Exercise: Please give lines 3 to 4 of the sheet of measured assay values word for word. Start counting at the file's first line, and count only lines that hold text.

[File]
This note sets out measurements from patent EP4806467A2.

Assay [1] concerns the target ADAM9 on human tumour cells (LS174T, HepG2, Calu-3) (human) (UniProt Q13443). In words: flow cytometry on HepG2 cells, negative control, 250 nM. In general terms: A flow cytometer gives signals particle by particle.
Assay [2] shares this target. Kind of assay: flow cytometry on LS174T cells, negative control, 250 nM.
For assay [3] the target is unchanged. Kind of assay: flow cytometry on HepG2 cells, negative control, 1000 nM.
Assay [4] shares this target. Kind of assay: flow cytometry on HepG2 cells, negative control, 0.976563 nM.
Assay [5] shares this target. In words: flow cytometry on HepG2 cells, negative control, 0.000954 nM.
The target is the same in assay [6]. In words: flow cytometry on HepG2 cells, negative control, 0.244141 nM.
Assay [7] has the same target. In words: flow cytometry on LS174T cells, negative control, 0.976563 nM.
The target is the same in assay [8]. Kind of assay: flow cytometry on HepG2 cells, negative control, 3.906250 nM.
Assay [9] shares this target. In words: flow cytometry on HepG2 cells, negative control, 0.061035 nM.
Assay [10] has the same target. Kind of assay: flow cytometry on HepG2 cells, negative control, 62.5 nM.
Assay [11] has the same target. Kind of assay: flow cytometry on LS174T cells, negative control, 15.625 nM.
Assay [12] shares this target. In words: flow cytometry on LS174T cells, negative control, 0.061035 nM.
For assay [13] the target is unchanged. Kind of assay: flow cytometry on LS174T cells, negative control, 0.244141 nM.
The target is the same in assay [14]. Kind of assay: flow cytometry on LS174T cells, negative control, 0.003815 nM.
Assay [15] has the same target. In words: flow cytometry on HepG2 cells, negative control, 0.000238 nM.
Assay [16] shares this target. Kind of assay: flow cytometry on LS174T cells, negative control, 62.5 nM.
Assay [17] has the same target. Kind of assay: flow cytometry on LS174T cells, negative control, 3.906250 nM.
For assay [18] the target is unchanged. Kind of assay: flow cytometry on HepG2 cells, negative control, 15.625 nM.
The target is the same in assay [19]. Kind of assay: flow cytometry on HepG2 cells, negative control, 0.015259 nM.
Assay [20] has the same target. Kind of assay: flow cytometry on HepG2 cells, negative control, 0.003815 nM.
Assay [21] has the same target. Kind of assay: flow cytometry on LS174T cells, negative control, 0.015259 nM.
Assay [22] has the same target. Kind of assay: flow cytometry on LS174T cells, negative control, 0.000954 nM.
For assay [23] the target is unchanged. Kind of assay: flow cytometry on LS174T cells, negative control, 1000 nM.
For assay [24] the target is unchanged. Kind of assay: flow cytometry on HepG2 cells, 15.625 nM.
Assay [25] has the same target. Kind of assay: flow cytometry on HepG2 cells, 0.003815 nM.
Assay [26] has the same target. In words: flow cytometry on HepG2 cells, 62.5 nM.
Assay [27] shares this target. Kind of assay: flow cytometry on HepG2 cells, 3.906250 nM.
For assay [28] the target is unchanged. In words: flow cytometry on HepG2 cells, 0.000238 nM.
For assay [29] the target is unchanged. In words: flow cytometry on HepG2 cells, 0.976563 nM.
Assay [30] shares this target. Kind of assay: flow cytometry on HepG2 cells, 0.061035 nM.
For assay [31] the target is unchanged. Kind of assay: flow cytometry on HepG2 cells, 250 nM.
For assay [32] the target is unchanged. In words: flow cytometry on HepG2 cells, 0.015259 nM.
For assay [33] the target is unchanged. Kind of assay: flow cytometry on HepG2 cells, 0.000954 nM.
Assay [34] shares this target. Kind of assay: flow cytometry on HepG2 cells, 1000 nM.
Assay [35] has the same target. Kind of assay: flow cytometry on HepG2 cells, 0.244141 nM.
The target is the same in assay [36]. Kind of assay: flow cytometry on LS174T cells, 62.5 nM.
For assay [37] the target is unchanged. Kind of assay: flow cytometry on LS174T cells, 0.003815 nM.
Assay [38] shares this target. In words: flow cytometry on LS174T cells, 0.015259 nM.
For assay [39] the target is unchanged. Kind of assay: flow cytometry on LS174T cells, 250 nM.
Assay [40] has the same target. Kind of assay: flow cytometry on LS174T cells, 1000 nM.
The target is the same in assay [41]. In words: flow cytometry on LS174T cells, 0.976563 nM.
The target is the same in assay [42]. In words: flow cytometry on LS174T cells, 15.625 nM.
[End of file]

Assay [2] shares this target. Kind of assay: flow cytometry on LS174T cells, negative control, 250 nM.
For assay [3] the target is unchanged. Kind of assay: flow cytometry on HepG2 cells, negative control, 1000 nM.